Case Against UCLA For Streaming Licensed DVDs To Students Dismissed Yet Again
from the good-rulings dept
A few years ago we wrote about how UCLA professors were barred from continuing an existing program in which they had streamed properly licensed DVDs to students. The lawsuit came from the Association for Information Media and Equipment (AIME). We noted that one of the key aspects of “fair use” is supposed to be that it allows for educational use, and it seemed ridiculous that any such streaming wasn’t fair use. After thinking it over, UCLA decided to stand up for itself and put the videos back online. AIME sat on this for eight or nine months and finally sued, arguing that its contract with the University meant that UCLA had given up its fair use rights, and that even if it was fair use, it was a breach of contract. A year ago, the judge dismissed the case, mostly focusing on the question of whether or not AIME even had standing to sue and whether or not, as a state university, UCLA could hide behind a sovereign immunity claim.
AIME filed a new (amended) complaint against UCLA… which basically restated everything it had lost over, and then added a few claims. The court apparently was not impressed. It just dismissed the case all over again with prejudice, meaning that AIME can’t just refile. On top of that it actually dealt a bit more with the copyright questions. First, it was not at all impressed by AIME’s decision to just replead the same exact thing a second time:
In its order dismissing the FAC, the Court dismissed with prejudice all claims against the Regents and claims seeking damages against individual defendants in their official capacity on the grounds that these individual defendants are immune from suit under the doctrine of sovereign immunity… Plaintiffs have verbatim re-pleaded those claimsfrom the FAC for purposes of appeal…. As these claims have already been dismissed with prejudice, the Court does not analyze them further.
Later the court goes through a relatively quick fair use analysis, focused mainly on the question of whether it would have been obvious to the average person that this use was not fair use. The court finds plenty of ambiguity in the fair use analysis, and thus notes that it is not obviously a case of infringement, so AIME’s claim that this was clearly infringement doesn’t hold up.
Then there are a few other interesting points, including a discussion of whether or not streaming is a form of “distribution.” Remember that we were just discussing the whole distibution right under copyright law, even pointing out that if you read what copyright law actually says, it only refers to “material objects” in which a copyright-covered item is “fixed” — not to transient digital files. This appears to be one case where the court actually noticed that fact, and points out that with a stream, the digital product was not actually distributed:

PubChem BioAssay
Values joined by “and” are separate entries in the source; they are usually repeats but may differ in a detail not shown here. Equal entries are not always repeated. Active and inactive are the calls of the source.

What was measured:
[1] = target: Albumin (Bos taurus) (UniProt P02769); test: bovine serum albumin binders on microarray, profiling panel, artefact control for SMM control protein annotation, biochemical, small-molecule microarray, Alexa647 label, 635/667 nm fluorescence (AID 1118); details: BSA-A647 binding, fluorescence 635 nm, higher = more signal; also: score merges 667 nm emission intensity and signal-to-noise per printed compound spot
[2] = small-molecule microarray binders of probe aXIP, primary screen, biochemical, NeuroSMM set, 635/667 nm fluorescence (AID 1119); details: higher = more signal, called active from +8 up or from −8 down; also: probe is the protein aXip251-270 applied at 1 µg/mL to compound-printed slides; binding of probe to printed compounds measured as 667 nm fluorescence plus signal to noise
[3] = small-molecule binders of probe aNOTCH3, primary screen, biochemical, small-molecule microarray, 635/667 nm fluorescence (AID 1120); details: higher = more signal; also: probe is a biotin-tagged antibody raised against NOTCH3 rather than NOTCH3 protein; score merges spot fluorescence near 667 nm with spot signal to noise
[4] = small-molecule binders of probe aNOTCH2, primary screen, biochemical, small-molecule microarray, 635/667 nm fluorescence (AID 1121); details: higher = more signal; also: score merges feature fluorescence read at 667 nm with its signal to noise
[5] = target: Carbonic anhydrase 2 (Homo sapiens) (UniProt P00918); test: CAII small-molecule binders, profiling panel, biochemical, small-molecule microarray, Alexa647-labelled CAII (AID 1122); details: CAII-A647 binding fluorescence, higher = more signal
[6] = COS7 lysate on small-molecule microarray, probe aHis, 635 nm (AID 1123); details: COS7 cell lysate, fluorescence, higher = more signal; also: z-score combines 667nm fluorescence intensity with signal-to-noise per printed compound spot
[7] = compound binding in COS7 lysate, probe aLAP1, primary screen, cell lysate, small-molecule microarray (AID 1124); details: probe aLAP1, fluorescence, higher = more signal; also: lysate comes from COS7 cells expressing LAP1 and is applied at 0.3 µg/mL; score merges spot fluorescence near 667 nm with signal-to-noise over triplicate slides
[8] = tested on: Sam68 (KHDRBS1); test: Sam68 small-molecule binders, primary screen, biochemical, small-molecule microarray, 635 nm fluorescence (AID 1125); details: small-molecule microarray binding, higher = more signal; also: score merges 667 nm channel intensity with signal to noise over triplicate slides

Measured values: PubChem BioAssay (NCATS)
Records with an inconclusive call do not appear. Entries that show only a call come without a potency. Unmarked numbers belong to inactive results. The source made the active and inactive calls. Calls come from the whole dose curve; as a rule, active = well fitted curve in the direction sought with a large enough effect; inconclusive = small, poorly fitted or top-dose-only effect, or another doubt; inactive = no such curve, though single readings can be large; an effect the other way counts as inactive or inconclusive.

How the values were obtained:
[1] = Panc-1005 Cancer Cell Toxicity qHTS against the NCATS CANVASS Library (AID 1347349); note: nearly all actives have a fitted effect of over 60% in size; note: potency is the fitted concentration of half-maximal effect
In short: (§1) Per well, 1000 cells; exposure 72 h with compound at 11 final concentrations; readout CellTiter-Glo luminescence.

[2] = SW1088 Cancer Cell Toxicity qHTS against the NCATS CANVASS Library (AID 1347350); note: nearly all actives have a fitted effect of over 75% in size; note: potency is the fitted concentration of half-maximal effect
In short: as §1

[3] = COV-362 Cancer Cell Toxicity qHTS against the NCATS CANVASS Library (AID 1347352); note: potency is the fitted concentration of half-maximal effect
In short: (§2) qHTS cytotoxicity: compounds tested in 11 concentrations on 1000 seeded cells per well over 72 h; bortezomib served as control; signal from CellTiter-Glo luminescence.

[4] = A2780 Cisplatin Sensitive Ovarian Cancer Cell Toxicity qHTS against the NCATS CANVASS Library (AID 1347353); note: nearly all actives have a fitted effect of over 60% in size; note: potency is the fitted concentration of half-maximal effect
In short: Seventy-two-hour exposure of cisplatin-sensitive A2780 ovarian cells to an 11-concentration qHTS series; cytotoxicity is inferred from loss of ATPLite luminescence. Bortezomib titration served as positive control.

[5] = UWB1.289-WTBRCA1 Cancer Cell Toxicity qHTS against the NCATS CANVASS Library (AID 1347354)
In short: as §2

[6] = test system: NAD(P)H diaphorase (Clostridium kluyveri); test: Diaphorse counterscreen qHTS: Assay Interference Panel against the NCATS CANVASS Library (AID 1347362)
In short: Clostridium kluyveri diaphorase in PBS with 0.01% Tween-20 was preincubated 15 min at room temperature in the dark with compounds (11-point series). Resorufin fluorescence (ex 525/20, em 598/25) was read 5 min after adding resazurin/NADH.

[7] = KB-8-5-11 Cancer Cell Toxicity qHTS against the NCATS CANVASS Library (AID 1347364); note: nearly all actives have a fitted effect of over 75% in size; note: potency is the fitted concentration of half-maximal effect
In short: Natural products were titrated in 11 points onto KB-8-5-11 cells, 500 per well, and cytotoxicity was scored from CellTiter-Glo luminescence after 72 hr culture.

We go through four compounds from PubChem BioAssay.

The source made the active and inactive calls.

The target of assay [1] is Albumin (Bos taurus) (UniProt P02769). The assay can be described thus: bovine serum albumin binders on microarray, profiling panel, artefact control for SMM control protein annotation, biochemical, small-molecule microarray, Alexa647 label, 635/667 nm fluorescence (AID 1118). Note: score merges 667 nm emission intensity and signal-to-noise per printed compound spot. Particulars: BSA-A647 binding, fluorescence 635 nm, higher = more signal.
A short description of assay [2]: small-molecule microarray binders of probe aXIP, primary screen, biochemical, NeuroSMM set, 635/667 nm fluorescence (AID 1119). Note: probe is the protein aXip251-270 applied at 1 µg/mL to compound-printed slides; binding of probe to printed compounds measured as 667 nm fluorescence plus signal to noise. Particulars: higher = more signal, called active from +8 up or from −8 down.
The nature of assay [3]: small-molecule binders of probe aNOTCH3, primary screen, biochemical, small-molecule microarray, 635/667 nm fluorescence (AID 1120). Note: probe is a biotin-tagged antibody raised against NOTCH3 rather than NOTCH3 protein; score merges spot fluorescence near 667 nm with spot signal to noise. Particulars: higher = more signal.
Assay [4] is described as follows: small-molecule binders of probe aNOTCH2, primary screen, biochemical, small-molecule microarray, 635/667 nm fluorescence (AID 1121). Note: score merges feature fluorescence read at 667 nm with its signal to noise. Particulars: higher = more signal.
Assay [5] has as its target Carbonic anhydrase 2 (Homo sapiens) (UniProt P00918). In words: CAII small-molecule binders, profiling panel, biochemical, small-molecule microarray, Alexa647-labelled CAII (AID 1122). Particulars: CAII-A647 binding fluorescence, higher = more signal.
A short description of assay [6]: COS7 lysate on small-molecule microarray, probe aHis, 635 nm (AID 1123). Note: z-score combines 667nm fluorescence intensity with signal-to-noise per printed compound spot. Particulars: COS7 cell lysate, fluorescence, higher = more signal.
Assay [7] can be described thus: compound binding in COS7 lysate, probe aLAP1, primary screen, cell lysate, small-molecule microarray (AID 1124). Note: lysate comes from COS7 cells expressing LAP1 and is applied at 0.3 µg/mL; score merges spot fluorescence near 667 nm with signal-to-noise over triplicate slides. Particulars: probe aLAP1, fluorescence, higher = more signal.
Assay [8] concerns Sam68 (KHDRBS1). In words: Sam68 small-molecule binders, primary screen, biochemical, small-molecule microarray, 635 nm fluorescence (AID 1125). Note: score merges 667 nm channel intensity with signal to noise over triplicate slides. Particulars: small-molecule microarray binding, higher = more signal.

Under the Copyright Act, distributed items must be “material objects” in which a copy is “fixed.” 17 U.S.C. § 101. Plaintiffs’ new allegations that “the Video Furnace system administrator retains an original copy of the AVP DVD while distributing copies to end users, which copies remain on the end user’s computer as long as the Video Furnace InStream player remains open” does not change this outcome. For a copy to be fixed, it must be “sufficiently permanent or stable to permit it to be perceived, reproduced, or otherwise communicated for a period of more than a transitory duration.” 17 U.S.C. § 101. The “copy” on the end users computer, as alleged, is not fixed.
They also have an interesting response to the anti-circumvention DMCA claim in the amended lawsuit. One of the main problems many people have with the anti-circumvention clause is that it appears to apply absent any actual infringing activity. That is, under the DMCA it appears that merely circumventing DRM, even if for legitimate, non-infringing uses, is considered against the law. But here, the court rules that since the copy is legal, there is no problem with circumventing the DRM. That’s very interesting:
This Court finds that Plaintiffs have failed to cure the defects with their DMCA claim. First, the allegations in the SAC do not support a claim that Defendants violated 17 U.S.C. § 1201(a)(1)(A) by using the HVS Video Furnace software to “circumvent . . . a technological measure that effectively controls access to” the DVDs because UCLA had lawful access to the DVDs and Plaintiffs essentially allege improper usage of the DVDs.
Either way, the latest ruling is a complete victory for UCLA and yet another loss for AIME. While the question of fair use is still mostly brushed aside (unfortunately), the overall ruling is a good thing.